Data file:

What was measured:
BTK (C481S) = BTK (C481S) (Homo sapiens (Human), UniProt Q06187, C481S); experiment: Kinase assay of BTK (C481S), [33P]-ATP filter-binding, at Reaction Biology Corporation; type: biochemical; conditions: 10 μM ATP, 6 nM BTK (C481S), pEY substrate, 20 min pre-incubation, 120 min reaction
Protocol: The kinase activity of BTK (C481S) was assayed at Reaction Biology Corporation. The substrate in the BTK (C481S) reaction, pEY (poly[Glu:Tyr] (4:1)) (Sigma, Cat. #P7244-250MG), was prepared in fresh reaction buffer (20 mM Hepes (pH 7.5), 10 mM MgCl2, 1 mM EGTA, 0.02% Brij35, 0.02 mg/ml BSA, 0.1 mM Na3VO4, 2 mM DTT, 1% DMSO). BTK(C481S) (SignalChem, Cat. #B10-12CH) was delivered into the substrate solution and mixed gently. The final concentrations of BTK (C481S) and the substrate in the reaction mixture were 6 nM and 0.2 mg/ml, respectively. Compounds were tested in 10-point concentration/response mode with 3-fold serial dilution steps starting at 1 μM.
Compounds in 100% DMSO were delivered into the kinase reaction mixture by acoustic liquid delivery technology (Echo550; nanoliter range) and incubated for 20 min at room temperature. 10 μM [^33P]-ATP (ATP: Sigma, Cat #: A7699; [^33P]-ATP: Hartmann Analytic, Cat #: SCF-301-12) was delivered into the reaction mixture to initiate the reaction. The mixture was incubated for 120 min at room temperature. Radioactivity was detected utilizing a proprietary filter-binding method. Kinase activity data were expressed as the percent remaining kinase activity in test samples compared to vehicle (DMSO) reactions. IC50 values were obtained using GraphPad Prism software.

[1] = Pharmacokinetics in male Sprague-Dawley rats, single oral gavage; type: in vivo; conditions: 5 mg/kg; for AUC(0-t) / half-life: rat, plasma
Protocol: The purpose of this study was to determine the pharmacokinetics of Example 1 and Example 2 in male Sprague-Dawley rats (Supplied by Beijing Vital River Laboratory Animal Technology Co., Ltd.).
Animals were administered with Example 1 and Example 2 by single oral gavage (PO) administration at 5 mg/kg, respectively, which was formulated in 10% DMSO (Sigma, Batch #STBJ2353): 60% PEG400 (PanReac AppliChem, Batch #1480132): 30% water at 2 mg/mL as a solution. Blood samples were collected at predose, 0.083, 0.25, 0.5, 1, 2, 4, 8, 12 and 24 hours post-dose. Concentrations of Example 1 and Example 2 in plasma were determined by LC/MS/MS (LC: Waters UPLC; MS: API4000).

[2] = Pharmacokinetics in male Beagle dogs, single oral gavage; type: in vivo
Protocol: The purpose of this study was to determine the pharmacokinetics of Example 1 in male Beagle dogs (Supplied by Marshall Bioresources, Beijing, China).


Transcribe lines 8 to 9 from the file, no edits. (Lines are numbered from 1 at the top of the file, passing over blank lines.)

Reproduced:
[2] = Pharmacokinetics in male Beagle dogs, single oral gavage; type: in vivo
Protocol: The purpose of this study was to determine the pharmacokinetics of Example 1 in male Beagle dogs (Supplied by Marshall Bioresources, Beijing, China).